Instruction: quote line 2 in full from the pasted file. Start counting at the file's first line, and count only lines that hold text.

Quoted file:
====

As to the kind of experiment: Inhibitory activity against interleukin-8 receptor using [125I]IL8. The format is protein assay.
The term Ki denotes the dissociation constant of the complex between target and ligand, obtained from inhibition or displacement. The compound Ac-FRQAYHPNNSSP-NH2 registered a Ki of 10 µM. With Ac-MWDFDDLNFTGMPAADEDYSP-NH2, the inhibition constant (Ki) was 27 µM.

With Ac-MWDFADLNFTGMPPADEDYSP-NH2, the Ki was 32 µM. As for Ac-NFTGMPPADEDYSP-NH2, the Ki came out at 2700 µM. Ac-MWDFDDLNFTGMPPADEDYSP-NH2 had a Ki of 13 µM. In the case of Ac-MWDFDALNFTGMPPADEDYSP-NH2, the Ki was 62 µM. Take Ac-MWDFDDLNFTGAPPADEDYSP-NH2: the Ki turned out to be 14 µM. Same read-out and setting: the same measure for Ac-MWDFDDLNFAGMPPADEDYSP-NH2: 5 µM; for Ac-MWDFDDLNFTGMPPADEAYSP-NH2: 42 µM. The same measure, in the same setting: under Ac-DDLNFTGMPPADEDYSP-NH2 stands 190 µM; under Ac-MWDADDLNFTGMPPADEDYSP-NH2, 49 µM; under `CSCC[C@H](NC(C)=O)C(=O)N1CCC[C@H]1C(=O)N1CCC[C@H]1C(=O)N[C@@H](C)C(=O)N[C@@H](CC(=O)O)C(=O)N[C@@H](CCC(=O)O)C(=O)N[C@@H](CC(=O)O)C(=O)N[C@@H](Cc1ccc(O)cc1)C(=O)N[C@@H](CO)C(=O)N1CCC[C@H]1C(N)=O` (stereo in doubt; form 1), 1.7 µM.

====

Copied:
The term Ki denotes the dissociation constant of the complex between target and ligand, obtained from inhibition or displacement. The compound Ac-FRQAYHPNNSSP-NH2 registered a Ki of 10 µM. With Ac-MWDFDDLNFTGMPAADEDYSP-NH2, the inhibition constant (Ki) was 27 µM.